Everybody and his uncle knows there’s a recession coming, and they know why it will happen. That’s your warning to get out and keep your wealth in cash, right? Don’t be so sure, as the “wisdom” of crowds is unreliable and fear is much more contagious than logic.

After all, common sense isn’t really common and the so-called experts got practically everything wrong in 2022. Shockingly, equity analysts on Wall Street are on pace to overestimate the performance of the S&P 500 this year by nearly 40%. That’s their biggest miss since 2008.

Imagine this: the equity analysts thought the S&P 500 would finish 2022 at 5,264.51, while it’s closer to 3,800 with only a handful of trading days left. Apparently, they didn’t expect years of print-and-spend monetary policy to take a toll on the nation’s economy.

It’s instructive, and rather humorous, to consider that we’re all supposed to heed their estimates for 2023 even though they botched it in 2022. Clearly they have no crystal ball, as their year-end 2023 S&P 500 estimates go as low as BNP Paribas analyst Greg Boutle’s bearish prediction of 3,400, to Deutsche Bank analyst Binky Chadha’s moderately optimistic target of 4,500.

Overall, however, the experts’ estimates tend to skew to the bearish side. It’s possible that they’re giving in to recency bias: “The stock market was down today, so therefore it will be down tomorrow.” It’s the complete opposite of contrarianism, which is the attitude that made Warren Buffett wealthier than any of those self-appointed experts.

Courtesy: ZeroHedge

It’s no secret that this year’s stock-market downturn is the direct result of a Federal Reserve that’s hell-bent on taming the inflation monster through persistent interest-rate hikes. When borrowing costs prohibit people from buying homes and cars and taking out loans, the economy inevitably slows down and corporate earnings take a hit.

There also tends to be an inverse correlation between stock prices and bond yields, since better-yielding bonds can entice fund managers to allocate out of stocks and into Treasurys. On top of all that, the U.S. dollar typically remains strong when the federal funds rate is elevated, and a strong dollar is net negative for stocks.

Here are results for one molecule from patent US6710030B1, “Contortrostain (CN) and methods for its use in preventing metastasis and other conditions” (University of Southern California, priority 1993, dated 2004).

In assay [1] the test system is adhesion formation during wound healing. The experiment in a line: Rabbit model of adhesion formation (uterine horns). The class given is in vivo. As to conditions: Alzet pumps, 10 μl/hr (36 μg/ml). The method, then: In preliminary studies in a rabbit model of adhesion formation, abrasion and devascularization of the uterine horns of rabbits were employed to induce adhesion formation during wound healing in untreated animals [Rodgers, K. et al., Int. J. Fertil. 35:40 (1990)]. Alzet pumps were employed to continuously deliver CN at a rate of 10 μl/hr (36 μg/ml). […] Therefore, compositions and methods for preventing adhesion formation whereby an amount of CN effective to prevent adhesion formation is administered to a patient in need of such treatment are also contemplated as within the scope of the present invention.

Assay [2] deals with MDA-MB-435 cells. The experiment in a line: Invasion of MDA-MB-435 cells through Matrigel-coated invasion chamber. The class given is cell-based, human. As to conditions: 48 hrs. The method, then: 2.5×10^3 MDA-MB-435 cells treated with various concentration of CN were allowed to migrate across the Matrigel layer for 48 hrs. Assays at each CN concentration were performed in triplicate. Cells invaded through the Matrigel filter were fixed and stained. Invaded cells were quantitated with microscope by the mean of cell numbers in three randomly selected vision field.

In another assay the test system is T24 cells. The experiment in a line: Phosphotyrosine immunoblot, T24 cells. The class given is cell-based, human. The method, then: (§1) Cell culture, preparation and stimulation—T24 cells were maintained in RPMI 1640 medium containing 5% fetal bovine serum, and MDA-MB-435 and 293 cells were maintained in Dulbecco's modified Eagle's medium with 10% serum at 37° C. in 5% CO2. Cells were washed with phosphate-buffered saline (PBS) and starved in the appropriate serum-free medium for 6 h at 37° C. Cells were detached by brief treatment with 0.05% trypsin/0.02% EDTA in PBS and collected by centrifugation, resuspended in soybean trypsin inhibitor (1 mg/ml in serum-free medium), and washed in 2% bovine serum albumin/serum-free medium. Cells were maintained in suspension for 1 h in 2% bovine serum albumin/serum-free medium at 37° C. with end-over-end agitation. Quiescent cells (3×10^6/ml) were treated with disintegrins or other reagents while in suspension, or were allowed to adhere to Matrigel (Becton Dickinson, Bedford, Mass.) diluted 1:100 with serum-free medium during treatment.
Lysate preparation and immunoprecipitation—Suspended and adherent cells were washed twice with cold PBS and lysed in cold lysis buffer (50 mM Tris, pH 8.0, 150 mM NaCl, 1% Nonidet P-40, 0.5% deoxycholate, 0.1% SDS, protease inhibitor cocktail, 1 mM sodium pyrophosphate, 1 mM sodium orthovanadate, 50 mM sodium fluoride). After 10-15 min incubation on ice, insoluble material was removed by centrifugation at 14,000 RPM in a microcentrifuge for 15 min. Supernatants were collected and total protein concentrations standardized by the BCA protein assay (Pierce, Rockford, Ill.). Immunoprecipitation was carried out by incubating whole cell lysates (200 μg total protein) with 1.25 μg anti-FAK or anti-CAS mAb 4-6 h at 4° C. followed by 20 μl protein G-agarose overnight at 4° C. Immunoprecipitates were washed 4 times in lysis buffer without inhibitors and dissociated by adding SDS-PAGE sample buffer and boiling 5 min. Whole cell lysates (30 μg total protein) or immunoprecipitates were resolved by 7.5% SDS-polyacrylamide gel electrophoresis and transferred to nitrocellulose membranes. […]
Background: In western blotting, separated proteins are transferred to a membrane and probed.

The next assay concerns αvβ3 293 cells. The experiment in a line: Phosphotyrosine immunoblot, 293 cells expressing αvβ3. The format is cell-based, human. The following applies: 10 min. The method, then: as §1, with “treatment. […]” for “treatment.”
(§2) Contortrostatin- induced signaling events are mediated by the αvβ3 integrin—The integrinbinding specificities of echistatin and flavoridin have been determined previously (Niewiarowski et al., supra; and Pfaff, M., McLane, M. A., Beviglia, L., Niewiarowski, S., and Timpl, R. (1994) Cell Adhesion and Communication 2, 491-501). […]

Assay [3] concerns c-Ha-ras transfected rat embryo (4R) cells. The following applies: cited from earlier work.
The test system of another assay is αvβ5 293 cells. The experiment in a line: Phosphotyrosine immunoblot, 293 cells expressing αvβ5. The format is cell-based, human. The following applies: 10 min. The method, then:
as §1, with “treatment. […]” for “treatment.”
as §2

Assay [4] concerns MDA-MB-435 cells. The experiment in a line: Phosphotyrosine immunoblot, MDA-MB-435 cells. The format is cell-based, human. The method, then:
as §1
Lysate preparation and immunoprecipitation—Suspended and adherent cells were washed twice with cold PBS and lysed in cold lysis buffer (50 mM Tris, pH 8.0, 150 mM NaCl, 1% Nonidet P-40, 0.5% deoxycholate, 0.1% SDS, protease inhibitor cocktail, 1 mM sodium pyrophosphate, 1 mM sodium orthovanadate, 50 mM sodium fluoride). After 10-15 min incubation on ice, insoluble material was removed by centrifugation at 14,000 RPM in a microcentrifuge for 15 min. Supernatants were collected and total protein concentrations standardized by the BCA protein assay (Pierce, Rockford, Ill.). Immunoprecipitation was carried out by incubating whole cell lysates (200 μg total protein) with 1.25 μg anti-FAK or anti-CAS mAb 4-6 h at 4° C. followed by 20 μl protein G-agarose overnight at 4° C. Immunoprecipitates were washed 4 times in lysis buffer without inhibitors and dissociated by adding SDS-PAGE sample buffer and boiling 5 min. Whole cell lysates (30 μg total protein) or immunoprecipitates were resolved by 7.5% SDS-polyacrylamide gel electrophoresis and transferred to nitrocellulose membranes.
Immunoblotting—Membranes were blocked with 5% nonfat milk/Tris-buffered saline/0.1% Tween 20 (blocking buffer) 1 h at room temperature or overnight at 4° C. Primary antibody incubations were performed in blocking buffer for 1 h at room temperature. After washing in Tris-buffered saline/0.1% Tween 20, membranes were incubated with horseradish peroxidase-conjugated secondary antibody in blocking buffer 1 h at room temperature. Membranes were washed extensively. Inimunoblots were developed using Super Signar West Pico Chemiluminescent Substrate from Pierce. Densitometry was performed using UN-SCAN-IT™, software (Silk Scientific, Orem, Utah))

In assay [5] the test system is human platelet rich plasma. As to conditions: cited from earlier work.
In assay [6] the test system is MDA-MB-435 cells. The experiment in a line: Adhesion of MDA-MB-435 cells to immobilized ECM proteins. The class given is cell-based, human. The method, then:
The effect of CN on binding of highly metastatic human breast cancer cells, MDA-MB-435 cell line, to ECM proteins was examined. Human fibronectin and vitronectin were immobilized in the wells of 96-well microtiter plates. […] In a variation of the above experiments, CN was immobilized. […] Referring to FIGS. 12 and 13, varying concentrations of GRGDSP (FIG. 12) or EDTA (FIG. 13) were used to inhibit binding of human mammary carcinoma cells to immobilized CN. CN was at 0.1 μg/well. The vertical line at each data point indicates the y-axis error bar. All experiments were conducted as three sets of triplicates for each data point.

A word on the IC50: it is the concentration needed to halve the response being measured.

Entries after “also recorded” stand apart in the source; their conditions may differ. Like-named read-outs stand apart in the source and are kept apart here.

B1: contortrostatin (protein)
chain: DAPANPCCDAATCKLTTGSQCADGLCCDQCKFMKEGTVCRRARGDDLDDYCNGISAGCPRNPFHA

So now, after months of the word “inflation” being in practically every mainstream-press headline, the new buzzword is “recession” as investors and even non-investors fear an economic collapse. The old saying that it’s time to get out of stocks when your cab driver is giving you stock tips, has a modern twist now: When your Uber driver is telling you to get out of the financial markets, that’s actually a bullish signal.

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    I’ve said it before and I’ll say it again: When everyone’s on one side of the boat, you don’t want to join them as the boat is likely to tip over. I suspect that many of today’s amateur traders weren’t in the markets in 2000 or 2008, so they haven’t really learned the lessons of the past and certainly won’t apply them now.

    Deep recessions and stock-market crashes don’t happen when everybody’s expecting it and talking about it in the mainstream headlines. Folks who just started trading stocks during the COVID-19 lockdowns don’t recall the deep complacency that pervaded the markets prior to the 2000 and 2008 crashes.

    Plus, those crashes weren’t deliberately orchestrated by the nation’s central bank. They spiraled out of control as selling begat selling; you really had to be there to appreciate the depths of panic that overtook previously euphoric stock investors during those times.

    Courtesy: MarketWatch

    This recession is engineered by the Federal Reserve, and they can come in on a white horse and “save” the stock market anytime they choose to. Fed Chairman Jerome Powell gets to be the “hero” even though the central bank’s policy errors contributed to the mess that we’re currently in.

    Furthermore, amateur traders are largely ignoring the data, which indicates that back-to-back stock-market down years are rare. On average since 1946, the S&P 500 has gained 13.5% during years that followed a down year.

    But hey, the choice is ultimately yours to make. You can listen to the “experts” and your Uber driver and your co-worker at the water cooler, and stay out of stocks for the next 12 months. Or, you can keep a cool head and be like Buffett, who doesn’t follow crowds and outperforms just about everybody.

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